Lourd de Veyra: Video killed the political star
Our SPOT.ph blogger on that Villar ad: "When something is played 10,000 times a day, only a corpse would fail to appreciate its 'catchiness'."
ADVERTISING–the world's oldest profession–has done it again.
Thanks to that demonic "Dagat ng Basura" song plus P240 million worth of ads for January alone, Manny Villar has managed to land a statistical tie with Noynoy Aquino according to a recent SWS survey. Well, the survey didn't really say that said ad was responsible for this surge. But I'm also pretty sure it has nothing to do with fiery oratorical skills and clear articulation of platforms.
Barring some last-minute voodoo by the present occupants of Malacanang, or Comelec, whichever the case may be (they seem to be interchangeable), I have no doubt in my mind that Manny Villar will become the next president of the Philippines. And I make that statement with the same degree of rejoicing while waiting for my prostate surgery.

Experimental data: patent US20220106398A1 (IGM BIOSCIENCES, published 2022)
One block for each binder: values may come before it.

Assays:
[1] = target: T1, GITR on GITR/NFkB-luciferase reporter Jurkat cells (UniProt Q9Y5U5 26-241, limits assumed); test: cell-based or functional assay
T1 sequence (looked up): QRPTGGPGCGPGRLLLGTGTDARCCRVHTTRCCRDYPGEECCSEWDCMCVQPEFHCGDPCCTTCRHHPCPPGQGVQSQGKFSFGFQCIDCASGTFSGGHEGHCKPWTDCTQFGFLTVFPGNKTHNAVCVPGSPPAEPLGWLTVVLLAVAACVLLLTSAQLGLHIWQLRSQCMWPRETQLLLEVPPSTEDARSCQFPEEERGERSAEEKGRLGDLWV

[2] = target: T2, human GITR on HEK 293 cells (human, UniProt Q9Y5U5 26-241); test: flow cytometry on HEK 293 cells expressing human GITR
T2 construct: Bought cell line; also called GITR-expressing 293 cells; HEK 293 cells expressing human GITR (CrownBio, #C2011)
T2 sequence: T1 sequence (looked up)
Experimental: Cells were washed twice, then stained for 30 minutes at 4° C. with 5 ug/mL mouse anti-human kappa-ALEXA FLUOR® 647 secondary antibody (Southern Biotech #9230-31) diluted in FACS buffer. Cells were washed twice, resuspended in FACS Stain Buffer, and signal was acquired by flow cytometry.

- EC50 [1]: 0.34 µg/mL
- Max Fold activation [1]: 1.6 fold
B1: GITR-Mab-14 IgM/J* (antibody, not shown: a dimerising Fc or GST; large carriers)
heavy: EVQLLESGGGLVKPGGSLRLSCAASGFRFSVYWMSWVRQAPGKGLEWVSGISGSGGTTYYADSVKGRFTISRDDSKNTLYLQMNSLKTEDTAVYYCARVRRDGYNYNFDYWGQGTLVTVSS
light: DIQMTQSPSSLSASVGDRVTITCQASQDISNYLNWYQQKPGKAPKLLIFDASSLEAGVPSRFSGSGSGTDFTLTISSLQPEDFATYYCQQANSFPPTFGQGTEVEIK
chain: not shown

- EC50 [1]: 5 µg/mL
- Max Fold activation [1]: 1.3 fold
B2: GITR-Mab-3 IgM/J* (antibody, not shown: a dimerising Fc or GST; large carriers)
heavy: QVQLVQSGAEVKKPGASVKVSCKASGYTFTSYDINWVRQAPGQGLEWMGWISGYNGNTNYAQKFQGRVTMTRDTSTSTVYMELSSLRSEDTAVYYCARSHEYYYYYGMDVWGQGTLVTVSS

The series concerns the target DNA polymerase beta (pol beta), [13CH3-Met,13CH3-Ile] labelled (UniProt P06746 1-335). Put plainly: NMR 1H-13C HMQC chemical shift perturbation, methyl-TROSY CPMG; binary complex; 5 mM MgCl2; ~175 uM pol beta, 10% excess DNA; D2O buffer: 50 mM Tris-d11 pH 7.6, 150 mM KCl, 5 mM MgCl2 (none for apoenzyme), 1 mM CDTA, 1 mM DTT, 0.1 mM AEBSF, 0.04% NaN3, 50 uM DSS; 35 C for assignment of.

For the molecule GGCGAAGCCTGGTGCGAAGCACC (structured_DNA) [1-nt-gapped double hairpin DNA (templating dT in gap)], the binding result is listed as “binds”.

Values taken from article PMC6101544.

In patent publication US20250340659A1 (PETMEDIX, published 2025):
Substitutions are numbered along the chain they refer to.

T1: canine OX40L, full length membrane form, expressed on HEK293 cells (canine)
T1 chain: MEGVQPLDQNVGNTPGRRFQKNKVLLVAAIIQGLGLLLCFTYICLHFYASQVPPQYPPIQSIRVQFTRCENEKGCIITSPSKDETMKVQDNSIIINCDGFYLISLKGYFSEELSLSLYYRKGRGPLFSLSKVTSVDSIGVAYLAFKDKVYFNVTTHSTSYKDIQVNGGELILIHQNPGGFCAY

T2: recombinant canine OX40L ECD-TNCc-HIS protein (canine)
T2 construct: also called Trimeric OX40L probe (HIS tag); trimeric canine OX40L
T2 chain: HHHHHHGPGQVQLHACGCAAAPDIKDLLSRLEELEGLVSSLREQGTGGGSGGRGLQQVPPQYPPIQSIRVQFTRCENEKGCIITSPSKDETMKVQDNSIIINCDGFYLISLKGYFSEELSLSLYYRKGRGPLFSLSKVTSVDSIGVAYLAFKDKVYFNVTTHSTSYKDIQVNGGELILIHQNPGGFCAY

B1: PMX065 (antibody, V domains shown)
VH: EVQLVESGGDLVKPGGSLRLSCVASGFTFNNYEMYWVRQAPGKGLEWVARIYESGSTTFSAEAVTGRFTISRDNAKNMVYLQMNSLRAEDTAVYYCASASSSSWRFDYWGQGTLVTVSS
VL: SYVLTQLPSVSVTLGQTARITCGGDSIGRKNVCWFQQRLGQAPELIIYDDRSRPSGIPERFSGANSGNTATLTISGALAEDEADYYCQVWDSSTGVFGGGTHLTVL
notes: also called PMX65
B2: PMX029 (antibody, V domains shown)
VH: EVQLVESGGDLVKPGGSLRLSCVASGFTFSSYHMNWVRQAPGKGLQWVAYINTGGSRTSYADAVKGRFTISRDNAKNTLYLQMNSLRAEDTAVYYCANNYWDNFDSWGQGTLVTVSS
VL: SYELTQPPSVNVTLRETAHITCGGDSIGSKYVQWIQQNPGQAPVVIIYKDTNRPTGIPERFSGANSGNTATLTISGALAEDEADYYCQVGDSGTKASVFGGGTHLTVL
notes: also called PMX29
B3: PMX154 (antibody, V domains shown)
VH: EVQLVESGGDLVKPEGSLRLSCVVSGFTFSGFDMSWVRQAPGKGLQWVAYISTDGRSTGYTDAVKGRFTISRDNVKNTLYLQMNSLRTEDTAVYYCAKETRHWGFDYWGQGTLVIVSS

This makes me sound cynical, but you can't blame me. In all my life as a voter, I never once got the presidents I wanted: Salonga, Miriam (she was merely semi-insane then), Roco, and ... what the hell does it matter. What makes me weep is the idea that my fate for the next six years would be decided by the same horde that watches Wowowee and gets delirious over that "Dagat ng Basura" song– the same increasingly ever-expanding demographic that might not understand what "insertion" means but practices it radically according to the Pimentelian definition. We get the kind of government we deserve. All hail President Villar.
In the headlines this week was a study by the National Statistical Coordination Board concluding that Filipino voters in general do not select their leaders "on the basis of good governance, platform or issues." Dah.